Sylvester Stallone is taking it the Russians like it's 1988 in Rambo III! Here's our review of the 4K Combo Pack!
Vietnam veteran John Rambo (Sylvester Stallone) is called back into action when his friend and mentor Col. Sam Trautman (Richard Crenna) is captured by Russian troops while on a secret mission in Afghanistan. Also stars Mark De Jonge and Curtwood Smith. Directed by Peter MacDonald.
In 1988, Sylvester Stallone closed out the original Rambo trilogy with Rambo III, which delivered the action and stunts of a summer blockbuster, but the film faltered at the U.S. box office, and critics ripped it.
Rambo III is, admittedly, the weakest of the trilogy, even though it boasts some fantastic action sequences and a far more epic scope than the previous films. The plot, however, seems a bit contrived, even if it had political relevance at the time. Rambo as a character drifted away from what we saw in First Blood, becoming an indestructible killing machine who seemed content to echo his past adventures.
For the third outing, Rambo’s former commanding officer Col. Trautman is captured in Afghanistan by Russian troops who are occupying the country. Rambo, now trying to find peace in a monastery in Thailand, goes to save his friend and mentor and take on the Russians single-handed.
The rebellion by the Afghan mujahideen against Russian occupation certainly made for a riveting storyline, but the subject matter was undermined by some poorly-timed one liners and over-the-top action. A little more realism, and a little more seriousness, would have set the right tone to make it work.
According to director Peter MacDonald in his audio commentary (included on the disc), he wanted to inject more humor into the film. This seems obvious in the movie’s many one-liners, but they mostly fall flat and feel wildly out of place.
While the action is too fantastical, especially when compared to the first film, seeing Rambo mow through dozens of Russians in inventive ways is certainly entertaining. The film features several “tentpole” action scenes that are very well done, even if they do resemble scenes from the previous films (besides another helicopter fight, we also have Rambo once again using “duck and cover” techniques to pick off the enemy). The fort breakout and the cave scene are particular standouts, and director Peter MacDonald certainly knows how to film an action scene.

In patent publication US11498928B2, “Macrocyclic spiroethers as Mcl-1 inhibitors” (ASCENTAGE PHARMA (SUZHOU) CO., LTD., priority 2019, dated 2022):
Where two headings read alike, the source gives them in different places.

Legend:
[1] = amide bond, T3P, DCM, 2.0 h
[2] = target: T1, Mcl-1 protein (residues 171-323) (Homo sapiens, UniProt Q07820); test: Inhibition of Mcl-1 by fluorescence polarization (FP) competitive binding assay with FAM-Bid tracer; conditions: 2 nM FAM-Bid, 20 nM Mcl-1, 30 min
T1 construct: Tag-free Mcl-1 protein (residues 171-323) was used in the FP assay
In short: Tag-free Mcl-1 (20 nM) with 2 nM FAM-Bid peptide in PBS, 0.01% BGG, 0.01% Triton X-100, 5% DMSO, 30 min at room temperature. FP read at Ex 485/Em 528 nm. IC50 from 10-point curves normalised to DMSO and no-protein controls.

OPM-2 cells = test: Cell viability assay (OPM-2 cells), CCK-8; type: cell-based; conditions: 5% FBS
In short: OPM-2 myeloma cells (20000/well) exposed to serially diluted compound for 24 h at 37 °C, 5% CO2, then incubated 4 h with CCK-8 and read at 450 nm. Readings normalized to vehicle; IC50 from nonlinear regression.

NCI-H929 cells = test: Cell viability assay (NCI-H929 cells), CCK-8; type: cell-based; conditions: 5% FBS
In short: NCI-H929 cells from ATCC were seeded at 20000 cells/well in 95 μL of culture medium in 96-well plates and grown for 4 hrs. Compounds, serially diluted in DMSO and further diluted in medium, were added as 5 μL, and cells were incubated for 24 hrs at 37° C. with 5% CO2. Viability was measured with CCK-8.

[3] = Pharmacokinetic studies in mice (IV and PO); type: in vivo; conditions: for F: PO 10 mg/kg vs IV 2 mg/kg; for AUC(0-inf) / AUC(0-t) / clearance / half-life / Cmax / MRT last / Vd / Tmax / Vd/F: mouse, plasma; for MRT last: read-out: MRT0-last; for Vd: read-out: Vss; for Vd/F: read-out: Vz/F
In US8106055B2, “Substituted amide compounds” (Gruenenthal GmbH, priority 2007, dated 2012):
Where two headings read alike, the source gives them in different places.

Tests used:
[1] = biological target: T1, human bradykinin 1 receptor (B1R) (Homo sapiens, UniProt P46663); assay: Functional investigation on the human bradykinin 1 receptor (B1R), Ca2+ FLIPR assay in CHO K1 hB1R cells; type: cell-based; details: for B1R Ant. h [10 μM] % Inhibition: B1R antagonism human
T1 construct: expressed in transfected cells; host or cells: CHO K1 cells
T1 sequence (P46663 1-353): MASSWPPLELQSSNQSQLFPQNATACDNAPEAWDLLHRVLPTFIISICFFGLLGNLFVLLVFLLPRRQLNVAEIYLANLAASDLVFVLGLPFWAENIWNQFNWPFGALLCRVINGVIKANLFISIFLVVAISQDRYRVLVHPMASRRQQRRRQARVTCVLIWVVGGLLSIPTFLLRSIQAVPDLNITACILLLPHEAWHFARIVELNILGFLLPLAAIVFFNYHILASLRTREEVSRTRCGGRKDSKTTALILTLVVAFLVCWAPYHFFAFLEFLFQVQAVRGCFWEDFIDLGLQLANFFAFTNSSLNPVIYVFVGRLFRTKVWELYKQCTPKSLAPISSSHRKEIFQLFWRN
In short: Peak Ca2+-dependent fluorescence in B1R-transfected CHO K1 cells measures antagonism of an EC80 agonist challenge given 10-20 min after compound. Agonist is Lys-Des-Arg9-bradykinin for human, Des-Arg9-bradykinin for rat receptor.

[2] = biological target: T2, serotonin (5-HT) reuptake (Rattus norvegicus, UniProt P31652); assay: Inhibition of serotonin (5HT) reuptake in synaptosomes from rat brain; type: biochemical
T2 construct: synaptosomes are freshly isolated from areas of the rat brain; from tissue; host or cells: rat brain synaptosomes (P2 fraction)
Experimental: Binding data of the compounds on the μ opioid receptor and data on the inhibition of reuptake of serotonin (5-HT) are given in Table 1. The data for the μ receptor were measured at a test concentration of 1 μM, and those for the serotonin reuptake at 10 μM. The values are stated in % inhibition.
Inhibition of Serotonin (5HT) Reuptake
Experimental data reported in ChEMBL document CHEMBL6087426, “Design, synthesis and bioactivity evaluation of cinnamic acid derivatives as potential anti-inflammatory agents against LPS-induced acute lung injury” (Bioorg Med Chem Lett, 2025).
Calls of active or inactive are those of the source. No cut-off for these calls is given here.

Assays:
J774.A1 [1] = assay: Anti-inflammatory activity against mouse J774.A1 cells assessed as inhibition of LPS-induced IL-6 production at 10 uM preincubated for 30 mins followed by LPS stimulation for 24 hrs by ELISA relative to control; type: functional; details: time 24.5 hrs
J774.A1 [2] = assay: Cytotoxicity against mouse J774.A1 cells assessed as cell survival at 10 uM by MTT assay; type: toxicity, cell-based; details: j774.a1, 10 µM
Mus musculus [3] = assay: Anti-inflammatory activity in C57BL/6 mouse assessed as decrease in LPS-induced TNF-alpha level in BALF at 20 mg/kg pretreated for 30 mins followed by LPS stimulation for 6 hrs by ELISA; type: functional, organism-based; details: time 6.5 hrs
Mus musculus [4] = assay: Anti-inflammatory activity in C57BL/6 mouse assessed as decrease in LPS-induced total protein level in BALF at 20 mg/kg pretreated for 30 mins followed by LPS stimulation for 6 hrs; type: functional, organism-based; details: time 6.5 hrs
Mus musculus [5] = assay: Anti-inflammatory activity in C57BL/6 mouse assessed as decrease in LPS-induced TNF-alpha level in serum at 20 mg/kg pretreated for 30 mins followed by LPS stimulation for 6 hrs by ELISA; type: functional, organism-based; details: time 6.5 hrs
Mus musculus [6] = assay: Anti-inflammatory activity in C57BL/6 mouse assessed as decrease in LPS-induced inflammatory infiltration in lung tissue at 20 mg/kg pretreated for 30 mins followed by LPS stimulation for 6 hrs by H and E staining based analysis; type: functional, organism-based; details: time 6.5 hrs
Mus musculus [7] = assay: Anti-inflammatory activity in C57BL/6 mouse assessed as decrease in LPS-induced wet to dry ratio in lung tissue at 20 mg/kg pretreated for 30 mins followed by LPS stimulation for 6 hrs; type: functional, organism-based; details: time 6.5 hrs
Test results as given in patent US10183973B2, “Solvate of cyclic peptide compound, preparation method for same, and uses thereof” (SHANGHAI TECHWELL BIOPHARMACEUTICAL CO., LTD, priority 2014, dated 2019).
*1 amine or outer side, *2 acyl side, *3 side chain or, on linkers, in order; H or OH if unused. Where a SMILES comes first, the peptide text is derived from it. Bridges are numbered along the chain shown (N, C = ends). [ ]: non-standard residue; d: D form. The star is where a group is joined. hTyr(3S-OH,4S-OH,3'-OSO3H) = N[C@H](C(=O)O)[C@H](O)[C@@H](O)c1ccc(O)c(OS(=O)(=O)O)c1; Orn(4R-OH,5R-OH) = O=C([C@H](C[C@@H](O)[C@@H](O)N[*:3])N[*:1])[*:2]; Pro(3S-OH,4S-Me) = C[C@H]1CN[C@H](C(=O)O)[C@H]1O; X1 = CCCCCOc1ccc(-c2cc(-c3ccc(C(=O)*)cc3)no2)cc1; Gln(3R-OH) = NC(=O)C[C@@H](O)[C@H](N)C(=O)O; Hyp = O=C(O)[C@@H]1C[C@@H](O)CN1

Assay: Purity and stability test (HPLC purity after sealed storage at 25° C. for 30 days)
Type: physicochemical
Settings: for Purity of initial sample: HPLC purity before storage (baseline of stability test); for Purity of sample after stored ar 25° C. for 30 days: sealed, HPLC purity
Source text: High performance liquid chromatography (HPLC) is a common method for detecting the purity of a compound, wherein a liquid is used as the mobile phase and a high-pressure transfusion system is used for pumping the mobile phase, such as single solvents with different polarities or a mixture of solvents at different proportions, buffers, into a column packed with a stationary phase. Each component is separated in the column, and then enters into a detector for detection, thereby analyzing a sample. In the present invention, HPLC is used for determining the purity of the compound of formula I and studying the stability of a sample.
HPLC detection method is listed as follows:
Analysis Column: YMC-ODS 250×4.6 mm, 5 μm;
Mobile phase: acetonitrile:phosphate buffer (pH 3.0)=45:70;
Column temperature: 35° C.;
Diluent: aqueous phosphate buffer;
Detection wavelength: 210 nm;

It is hard for any action film to live up to the standard set by the first two Rambo films, but Rambo III manages to entertain for its 100 minutes with some outstanding action and Stallone at the peak of his 80's popularity. Sure, there are a few groan-worthy lines, but it was the 80s, so all is forgiven. Relax, sit back, and enjoy the exploding arrows.
VIDEO AND AUDIO
The video transfer for Rambo III is the best of the trilogy in 4K. Even with some film grain and age issues with the film print, the image shows excellent detail and consistent flesh tones. I compared the 4K image with a high definition image from a previous release, and saw a marked improvement. Previous transfers had inconsistent color and a soft image. The 4K transfer had some minor issues rendering smoke and dust clouds, but it showed excellent detail in the grays and blacks, especially in the night scenes.
The audio is a 5.1 DTS-HDMA soundtrack, and while a few scenes sounded a bit flat, the mix offered excellent clarity and the channel separation was adequate.
As was the case for the first two Rambo films, Lionsgate included a healthy amount of bonus features in the combo pack. Most are recycled from previous home video releases (the video quality of those features varies between high and standard definition), with one new extra: a “Rambo Takes the 80s” retrospective featurette.
The bonus features are well done, with a mix of insightful “behind-the-scenes” content and interviews. There are also a few promotional pieces that have a fun, nostalgic feel, and there’s even an interesting audio commentary by director Peter MacDonald.
It should be noted that the extras menu features several spelling mistakes. This is likely because it appears Lionsgate used the menu from the French home video release, and in changing the wording to English, errors were made. It doesn’t affect the features themselves, but it is an oversight someone should have caught before clearing this for release.
The bonus features included in the combo pack are as follows: